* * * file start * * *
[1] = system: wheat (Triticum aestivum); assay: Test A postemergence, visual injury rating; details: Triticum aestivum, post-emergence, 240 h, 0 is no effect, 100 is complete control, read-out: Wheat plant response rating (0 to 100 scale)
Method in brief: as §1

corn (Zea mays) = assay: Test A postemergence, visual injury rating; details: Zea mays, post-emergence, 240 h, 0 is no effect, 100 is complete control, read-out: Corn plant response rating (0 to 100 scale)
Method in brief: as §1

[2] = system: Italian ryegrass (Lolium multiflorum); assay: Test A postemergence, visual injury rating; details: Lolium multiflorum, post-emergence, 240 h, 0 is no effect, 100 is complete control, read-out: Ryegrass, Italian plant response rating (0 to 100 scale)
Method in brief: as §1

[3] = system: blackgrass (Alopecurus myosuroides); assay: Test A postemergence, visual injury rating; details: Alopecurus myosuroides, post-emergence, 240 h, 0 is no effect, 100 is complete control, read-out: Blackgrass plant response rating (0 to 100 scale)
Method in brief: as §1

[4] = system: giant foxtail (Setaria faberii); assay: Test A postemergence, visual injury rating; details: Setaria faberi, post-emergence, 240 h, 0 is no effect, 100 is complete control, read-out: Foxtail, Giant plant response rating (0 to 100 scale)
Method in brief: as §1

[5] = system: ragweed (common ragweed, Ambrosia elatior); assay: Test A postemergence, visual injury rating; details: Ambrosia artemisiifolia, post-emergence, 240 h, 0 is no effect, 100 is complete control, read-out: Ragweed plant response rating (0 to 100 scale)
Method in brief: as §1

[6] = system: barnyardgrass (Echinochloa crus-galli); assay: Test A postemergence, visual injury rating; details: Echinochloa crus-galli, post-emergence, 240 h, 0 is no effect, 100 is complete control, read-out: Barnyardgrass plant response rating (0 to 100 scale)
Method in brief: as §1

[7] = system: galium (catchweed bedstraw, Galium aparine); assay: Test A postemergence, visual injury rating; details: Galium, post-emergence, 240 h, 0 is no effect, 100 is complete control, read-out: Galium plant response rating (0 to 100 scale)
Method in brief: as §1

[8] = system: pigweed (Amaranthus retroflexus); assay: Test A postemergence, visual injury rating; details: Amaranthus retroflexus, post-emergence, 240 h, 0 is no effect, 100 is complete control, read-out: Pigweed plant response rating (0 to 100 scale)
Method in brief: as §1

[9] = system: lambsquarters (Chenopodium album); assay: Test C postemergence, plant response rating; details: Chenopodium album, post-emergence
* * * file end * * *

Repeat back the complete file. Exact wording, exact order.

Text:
[1] = system: wheat (Triticum aestivum); assay: Test A postemergence, visual injury rating; details: Triticum aestivum, post-emergence, 240 h, 0 is no effect, 100 is complete control, read-out: Wheat plant response rating (0 to 100 scale)
Method in brief: as §1

corn (Zea mays) = assay: Test A postemergence, visual injury rating; details: Zea mays, post-emergence, 240 h, 0 is no effect, 100 is complete control, read-out: Corn plant response rating (0 to 100 scale)
Method in brief: as §1

[2] = system: Italian ryegrass (Lolium multiflorum); assay: Test A postemergence, visual injury rating; details: Lolium multiflorum, post-emergence, 240 h, 0 is no effect, 100 is complete control, read-out: Ryegrass, Italian plant response rating (0 to 100 scale)
Method in brief: as §1

[3] = system: blackgrass (Alopecurus myosuroides); assay: Test A postemergence, visual injury rating; details: Alopecurus myosuroides, post-emergence, 240 h, 0 is no effect, 100 is complete control, read-out: Blackgrass plant response rating (0 to 100 scale)
Method in brief: as §1

[4] = system: giant foxtail (Setaria faberii); assay: Test A postemergence, visual injury rating; details: Setaria faberi, post-emergence, 240 h, 0 is no effect, 100 is complete control, read-out: Foxtail, Giant plant response rating (0 to 100 scale)
Method in brief: as §1

[5] = system: ragweed (common ragweed, Ambrosia elatior); assay: Test A postemergence, visual injury rating; details: Ambrosia artemisiifolia, post-emergence, 240 h, 0 is no effect, 100 is complete control, read-out: Ragweed plant response rating (0 to 100 scale)
Method in brief: as §1

[6] = system: barnyardgrass (Echinochloa crus-galli); assay: Test A postemergence, visual injury rating; details: Echinochloa crus-galli, post-emergence, 240 h, 0 is no effect, 100 is complete control, read-out: Barnyardgrass plant response rating (0 to 100 scale)
Method in brief: as §1

[7] = system: galium (catchweed bedstraw, Galium aparine); assay: Test A postemergence, visual injury rating; details: Galium, post-emergence, 240 h, 0 is no effect, 100 is complete control, read-out: Galium plant response rating (0 to 100 scale)
Method in brief: as §1

[8] = system: pigweed (Amaranthus retroflexus); assay: Test A postemergence, visual injury rating; details: Amaranthus retroflexus, post-emergence, 240 h, 0 is no effect, 100 is complete control, read-out: Pigweed plant response rating (0 to 100 scale)
Method in brief: as §1

[9] = system: lambsquarters (Chenopodium album); assay: Test C postemergence, plant response rating; details: Chenopodium album, post-emergence